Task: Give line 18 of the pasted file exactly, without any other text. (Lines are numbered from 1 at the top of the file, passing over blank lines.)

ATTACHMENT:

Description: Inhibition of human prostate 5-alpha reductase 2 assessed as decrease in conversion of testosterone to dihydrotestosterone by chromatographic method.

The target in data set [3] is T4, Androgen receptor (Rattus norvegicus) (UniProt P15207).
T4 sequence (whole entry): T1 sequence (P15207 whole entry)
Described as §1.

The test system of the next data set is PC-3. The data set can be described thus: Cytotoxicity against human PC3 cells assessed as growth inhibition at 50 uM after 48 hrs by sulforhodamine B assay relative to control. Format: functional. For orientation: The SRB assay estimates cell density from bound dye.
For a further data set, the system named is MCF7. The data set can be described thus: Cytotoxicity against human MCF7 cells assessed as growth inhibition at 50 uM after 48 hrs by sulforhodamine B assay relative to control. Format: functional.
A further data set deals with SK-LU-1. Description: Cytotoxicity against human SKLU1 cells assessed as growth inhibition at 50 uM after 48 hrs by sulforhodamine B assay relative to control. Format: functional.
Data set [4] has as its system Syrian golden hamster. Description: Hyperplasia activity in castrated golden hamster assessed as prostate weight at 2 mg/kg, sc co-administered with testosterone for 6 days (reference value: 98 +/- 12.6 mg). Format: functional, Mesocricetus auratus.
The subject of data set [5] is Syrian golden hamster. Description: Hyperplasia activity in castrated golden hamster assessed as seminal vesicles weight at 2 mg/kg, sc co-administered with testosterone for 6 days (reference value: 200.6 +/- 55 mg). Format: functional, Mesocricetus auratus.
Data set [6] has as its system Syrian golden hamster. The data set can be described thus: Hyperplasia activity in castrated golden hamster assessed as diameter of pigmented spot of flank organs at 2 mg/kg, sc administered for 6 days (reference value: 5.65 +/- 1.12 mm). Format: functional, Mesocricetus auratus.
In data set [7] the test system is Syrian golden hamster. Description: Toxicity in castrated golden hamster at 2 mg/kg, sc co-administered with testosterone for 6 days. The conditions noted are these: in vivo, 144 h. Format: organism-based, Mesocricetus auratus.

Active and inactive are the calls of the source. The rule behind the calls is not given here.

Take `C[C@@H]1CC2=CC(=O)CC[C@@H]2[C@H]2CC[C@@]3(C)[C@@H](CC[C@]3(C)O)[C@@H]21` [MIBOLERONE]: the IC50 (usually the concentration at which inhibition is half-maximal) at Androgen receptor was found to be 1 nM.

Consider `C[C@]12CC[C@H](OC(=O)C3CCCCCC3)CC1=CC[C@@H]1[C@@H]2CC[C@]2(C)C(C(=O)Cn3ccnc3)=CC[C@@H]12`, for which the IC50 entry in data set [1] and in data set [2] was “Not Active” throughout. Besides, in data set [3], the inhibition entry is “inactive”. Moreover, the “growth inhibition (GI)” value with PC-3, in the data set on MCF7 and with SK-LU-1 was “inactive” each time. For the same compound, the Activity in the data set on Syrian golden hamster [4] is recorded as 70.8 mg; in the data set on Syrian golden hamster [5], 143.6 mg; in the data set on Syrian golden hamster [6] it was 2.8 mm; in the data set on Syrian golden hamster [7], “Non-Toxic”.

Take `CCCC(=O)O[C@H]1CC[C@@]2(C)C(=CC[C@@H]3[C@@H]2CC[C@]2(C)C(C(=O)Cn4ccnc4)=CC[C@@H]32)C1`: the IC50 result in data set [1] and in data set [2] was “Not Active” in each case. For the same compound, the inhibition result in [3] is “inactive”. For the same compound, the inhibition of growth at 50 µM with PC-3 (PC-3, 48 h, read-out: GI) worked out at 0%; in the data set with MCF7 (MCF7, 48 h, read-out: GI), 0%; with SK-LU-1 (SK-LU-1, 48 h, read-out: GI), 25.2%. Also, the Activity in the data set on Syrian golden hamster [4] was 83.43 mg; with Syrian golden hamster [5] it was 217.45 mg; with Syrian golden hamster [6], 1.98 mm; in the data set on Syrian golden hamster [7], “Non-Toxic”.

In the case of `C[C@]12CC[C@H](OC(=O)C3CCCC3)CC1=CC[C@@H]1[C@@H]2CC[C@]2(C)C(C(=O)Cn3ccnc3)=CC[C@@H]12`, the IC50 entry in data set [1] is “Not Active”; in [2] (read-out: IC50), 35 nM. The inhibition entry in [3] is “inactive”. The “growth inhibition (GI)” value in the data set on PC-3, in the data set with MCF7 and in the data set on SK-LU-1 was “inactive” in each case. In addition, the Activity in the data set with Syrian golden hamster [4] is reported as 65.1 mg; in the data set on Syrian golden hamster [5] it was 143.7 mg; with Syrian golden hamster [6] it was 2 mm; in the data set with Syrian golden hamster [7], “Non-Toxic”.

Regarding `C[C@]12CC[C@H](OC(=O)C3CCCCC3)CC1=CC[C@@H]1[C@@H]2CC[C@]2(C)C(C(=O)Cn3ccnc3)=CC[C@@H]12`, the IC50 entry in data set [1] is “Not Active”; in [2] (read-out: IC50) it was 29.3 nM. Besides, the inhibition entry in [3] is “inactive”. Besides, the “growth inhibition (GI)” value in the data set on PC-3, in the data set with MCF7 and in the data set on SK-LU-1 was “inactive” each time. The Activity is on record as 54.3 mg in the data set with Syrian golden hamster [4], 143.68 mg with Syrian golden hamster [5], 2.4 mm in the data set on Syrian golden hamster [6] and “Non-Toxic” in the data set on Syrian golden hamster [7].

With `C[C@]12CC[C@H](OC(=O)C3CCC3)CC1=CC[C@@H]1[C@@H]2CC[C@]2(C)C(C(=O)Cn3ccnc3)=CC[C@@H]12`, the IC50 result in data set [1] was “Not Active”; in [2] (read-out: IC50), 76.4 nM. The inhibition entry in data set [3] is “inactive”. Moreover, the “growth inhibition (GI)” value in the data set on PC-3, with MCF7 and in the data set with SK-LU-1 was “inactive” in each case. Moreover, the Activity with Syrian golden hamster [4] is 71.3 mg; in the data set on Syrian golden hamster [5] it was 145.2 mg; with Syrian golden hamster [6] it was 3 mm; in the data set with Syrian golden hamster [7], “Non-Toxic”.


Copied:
With `C[C@]12CC[C@H](OC(=O)C3CCC3)CC1=CC[C@@H]1[C@@H]2CC[C@]2(C)C(C(=O)Cn3ccnc3)=CC[C@@H]12`, the IC50 result in data set [1] was “Not Active”; in [2] (read-out: IC50), 76.4 nM. The inhibition entry in data set [3] is “inactive”. Moreover, the “growth inhibition (GI)” value in the data set on PC-3, with MCF7 and in the data set with SK-LU-1 was “inactive” in each case. Moreover, the Activity with Syrian golden hamster [4] is 71.3 mg; in the data set on Syrian golden hamster [5] it was 145.2 mg; with Syrian golden hamster [6] it was 3 mm; in the data set with Syrian golden hamster [7], “Non-Toxic”.